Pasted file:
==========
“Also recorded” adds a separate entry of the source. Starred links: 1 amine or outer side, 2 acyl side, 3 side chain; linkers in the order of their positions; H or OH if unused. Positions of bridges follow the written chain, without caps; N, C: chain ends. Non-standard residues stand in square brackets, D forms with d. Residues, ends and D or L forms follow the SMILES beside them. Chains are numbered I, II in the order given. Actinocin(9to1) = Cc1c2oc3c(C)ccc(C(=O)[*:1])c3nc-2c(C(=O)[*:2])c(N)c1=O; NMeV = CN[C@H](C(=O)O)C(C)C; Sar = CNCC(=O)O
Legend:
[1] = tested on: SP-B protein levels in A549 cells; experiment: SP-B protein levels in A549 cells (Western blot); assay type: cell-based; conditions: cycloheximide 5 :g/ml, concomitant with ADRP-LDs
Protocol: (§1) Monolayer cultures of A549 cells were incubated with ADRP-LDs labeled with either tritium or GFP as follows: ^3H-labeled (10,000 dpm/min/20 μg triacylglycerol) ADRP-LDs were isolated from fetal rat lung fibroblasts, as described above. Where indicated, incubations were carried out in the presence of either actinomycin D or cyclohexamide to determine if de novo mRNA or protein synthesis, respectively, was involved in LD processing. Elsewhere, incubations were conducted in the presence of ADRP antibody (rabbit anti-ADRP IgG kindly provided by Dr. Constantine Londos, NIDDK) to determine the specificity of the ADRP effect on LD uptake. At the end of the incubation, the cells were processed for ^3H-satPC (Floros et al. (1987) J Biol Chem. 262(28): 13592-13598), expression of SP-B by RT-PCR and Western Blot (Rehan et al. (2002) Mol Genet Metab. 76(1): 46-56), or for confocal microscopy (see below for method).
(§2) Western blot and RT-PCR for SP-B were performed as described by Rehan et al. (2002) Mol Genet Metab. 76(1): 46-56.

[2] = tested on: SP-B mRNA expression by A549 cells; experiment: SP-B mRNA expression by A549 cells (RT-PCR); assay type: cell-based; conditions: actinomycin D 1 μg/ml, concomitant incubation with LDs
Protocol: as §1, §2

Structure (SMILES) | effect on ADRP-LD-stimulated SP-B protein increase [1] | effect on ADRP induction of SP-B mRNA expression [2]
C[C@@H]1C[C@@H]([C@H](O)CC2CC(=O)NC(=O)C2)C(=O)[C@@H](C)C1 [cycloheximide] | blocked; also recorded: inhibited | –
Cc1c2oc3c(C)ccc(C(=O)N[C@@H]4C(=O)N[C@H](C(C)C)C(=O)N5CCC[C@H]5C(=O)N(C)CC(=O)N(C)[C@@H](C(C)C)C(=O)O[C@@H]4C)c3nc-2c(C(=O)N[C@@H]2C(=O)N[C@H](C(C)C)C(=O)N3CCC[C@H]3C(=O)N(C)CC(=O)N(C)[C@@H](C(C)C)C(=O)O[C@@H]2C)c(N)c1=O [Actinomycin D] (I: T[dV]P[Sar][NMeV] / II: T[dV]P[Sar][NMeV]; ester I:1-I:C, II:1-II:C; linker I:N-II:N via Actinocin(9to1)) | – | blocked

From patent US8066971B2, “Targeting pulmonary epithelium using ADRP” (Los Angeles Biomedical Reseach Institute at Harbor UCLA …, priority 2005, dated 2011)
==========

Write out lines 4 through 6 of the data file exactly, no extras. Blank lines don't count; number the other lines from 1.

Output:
Protocol: (§1) Monolayer cultures of A549 cells were incubated with ADRP-LDs labeled with either tritium or GFP as follows: ^3H-labeled (10,000 dpm/min/20 μg triacylglycerol) ADRP-LDs were isolated from fetal rat lung fibroblasts, as described above. Where indicated, incubations were carried out in the presence of either actinomycin D or cyclohexamide to determine if de novo mRNA or protein synthesis, respectively, was involved in LD processing. Elsewhere, incubations were conducted in the presence of ADRP antibody (rabbit anti-ADRP IgG kindly provided by Dr. Constantine Londos, NIDDK) to determine the specificity of the ADRP effect on LD uptake. At the end of the incubation, the cells were processed for ^3H-satPC (Floros et al. (1987) J Biol Chem. 262(28): 13592-13598), expression of SP-B by RT-PCR and Western Blot (Rehan et al. (2002) Mol Genet Metab. 76(1): 46-56), or for confocal microscopy (see below for method).
(§2) Western blot and RT-PCR for SP-B were performed as described by Rehan et al. (2002) Mol Genet Metab. 76(1): 46-56.

[2] = tested on: SP-B mRNA expression by A549 cells; experiment: SP-B mRNA expression by A549 cells (RT-PCR); assay type: cell-based; conditions: actinomycin D 1 μg/ml, concomitant incubation with LDs